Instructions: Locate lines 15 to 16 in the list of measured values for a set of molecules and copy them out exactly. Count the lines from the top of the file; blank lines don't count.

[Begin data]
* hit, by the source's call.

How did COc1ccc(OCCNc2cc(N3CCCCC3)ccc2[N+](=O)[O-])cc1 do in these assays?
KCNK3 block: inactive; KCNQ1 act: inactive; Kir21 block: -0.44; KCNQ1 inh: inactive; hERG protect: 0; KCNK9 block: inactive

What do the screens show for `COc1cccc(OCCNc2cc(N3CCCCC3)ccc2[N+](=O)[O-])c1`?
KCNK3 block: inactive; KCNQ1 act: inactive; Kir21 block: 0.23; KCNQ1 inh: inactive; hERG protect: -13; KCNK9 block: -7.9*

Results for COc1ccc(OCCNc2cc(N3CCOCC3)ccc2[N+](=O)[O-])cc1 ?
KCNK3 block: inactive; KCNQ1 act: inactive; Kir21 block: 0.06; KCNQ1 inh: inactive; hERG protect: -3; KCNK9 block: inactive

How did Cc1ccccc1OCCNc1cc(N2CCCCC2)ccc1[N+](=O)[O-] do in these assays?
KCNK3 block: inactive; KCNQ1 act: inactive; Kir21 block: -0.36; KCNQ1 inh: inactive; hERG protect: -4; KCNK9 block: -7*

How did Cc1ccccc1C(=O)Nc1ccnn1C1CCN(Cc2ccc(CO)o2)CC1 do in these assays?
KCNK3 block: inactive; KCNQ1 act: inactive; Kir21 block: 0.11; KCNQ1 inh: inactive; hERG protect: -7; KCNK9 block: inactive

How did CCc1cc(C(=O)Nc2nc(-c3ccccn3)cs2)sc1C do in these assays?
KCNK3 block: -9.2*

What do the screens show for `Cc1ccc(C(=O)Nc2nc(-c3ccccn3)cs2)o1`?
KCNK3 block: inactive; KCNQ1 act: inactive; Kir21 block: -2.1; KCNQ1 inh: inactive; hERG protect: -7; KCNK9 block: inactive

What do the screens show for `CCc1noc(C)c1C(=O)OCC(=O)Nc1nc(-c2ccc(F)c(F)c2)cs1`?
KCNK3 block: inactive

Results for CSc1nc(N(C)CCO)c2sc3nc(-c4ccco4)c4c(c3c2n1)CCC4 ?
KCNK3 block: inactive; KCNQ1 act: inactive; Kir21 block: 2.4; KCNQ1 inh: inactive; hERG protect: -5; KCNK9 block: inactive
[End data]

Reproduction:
KCNK3 block: inactive; KCNQ1 act: inactive; Kir21 block: -2.1; KCNQ1 inh: inactive; hERG protect: -7; KCNK9 block: inactive

What do the screens show for `CCc1noc(C)c1C(=O)OCC(=O)Nc1nc(-c2ccc(F)c(F)c2)cs1`?